A common reason people use drugs or alcohol is because of stress and anxiety. Business leaders should take the time to listen to employer concerns and work to find solutions. Even checking up on your employees randomly to see how their lives are going can help. Many employees just want to know that they are valued and that upper management cares about them. This movement has to start at the top and work its way down to the lowest level employees.

Create an Employee Assistance Program

More than being a police officer or a judge, business leaders should provide assistance to their employees who are suffering from substance abuse. Assistance may be in the form of counseling, or even a trip to a luxury drug rehab. Showing that you are willing to invest your employees and their well-being can result in a sober and loyal employee for years on end.

Include Substance Abuse Treatment in the Company’s Health Insurance Policy

To encourage and assist employees who are struggling with alcohol or drug use, business leaders should consider expanding their company’s health insurance policy to cover substance abuse treatment.

Hold Social Events and Activities that Relieve Stress and Celebrate Safety and Good Health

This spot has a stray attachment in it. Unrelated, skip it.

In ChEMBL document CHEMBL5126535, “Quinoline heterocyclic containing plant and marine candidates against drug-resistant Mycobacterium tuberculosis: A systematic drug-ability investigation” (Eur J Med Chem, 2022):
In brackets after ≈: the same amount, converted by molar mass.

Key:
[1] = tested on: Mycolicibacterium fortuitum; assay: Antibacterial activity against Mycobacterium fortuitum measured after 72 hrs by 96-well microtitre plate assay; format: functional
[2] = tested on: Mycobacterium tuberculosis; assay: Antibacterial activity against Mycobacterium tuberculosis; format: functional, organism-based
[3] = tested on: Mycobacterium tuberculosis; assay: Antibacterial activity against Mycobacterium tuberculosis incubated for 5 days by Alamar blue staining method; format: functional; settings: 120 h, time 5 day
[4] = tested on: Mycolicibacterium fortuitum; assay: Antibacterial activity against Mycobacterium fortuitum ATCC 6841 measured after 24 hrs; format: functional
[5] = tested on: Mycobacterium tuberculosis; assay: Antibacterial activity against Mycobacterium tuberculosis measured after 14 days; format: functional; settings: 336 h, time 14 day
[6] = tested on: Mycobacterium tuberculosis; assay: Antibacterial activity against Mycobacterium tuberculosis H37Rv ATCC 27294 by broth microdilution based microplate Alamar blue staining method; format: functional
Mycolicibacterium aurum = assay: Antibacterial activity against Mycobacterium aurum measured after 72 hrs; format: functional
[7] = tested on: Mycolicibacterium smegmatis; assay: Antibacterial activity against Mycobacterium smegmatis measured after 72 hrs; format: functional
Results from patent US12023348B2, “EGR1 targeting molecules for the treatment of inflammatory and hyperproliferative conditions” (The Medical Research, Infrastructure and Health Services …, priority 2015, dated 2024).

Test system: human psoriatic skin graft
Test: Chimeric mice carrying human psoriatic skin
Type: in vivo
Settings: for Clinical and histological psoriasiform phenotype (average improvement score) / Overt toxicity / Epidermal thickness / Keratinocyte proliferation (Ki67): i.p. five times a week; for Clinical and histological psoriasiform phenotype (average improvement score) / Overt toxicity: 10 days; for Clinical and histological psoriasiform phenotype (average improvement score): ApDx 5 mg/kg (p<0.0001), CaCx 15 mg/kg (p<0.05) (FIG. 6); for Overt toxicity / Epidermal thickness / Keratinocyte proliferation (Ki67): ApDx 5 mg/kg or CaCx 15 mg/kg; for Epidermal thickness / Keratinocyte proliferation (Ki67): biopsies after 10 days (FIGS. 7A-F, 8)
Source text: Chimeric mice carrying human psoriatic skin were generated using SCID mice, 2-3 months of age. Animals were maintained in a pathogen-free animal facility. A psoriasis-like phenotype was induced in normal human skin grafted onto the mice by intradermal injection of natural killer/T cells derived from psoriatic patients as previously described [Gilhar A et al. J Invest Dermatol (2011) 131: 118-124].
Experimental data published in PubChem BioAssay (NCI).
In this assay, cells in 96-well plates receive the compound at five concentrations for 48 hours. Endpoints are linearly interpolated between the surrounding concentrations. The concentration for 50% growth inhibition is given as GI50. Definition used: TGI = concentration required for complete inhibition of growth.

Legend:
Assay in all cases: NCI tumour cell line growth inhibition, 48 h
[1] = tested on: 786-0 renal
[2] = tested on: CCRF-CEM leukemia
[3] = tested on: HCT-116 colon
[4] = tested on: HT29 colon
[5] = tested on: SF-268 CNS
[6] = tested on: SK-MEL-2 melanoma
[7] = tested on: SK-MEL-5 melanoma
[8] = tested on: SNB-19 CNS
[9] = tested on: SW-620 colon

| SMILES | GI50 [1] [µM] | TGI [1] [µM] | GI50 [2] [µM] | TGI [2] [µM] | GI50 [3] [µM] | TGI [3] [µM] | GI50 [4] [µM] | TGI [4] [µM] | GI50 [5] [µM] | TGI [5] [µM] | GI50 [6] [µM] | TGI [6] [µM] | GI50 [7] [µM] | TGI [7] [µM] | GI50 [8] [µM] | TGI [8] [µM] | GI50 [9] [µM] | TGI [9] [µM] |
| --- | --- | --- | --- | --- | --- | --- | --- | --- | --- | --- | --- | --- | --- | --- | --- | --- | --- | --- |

Studies have shown how persistent stress can increase a person’s vulnerability to substance abuse, which is why business leaders should consider holding events and activities that will relieve the stress of employees. Company outings, random surprises and even an hour event during the work day on occasions can all help boost employee morale.

Cultivating a Drug-Free Work Environment Starts at the Top

The best business leaders lead by example. If you are preaching a drug-free and stress-free workplace than it is crucial that you yourself are doing what needs to be done to make this happen. Participate in activities with your employees and show them that you are committed to this initiative. Employees want to see a leader who can walk it like he or she talks it.

Author: Dale Vernor

Dale is a writer and researcher in the fields of addiction, mental health and culture. After earning his B.A. in Professional Communication, Dale has decided to dedicate his career to helping reduce the stigma of both addiction and mental health in our society. When not working you can find Dale at your local basketball court.

12 thoughts on “Cultivating a Drug-Free Workplace

  1. Albert Ayer